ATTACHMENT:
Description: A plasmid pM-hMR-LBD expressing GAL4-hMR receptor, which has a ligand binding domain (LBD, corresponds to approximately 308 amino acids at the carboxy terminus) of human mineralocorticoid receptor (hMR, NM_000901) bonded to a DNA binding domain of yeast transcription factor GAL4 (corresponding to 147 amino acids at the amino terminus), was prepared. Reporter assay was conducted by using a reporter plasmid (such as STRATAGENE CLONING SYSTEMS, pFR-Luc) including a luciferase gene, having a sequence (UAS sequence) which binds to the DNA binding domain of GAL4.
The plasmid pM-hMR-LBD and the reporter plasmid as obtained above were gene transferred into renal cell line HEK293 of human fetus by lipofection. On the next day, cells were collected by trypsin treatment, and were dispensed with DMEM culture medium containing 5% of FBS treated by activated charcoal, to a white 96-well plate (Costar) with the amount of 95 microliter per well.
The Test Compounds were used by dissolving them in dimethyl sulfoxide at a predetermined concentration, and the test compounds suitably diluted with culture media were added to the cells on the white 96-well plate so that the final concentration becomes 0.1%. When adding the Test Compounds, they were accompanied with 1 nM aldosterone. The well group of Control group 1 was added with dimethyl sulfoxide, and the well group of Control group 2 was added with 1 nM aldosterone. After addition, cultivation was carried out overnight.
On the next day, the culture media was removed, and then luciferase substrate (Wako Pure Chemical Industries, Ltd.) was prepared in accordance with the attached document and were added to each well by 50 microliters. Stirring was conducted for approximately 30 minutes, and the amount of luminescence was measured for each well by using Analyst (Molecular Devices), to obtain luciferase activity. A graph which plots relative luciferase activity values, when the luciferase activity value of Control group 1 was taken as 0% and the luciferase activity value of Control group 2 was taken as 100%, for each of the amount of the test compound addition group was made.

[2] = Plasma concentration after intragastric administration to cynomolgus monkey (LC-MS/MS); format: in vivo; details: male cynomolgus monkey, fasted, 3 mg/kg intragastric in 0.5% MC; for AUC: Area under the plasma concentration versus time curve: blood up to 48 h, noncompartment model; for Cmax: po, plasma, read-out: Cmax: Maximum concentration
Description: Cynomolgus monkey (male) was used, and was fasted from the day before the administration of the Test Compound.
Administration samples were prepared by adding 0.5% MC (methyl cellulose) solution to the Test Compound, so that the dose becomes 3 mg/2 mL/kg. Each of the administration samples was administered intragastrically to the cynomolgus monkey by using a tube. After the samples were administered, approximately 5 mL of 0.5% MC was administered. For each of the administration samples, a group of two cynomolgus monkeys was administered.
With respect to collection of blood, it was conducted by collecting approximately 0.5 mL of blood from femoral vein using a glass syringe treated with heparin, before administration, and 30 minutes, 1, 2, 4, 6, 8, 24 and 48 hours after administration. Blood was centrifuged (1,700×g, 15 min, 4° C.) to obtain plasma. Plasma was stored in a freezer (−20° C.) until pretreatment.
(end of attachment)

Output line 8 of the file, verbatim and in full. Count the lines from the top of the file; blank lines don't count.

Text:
With respect to collection of blood, it was conducted by collecting approximately 0.5 mL of blood from femoral vein using a glass syringe treated with heparin, before administration, and 30 minutes, 1, 2, 4, 6, 8, 24 and 48 hours after administration. Blood was centrifuged (1,700×g, 15 min, 4° C.) to obtain plasma. Plasma was stored in a freezer (−20° C.) until pretreatment.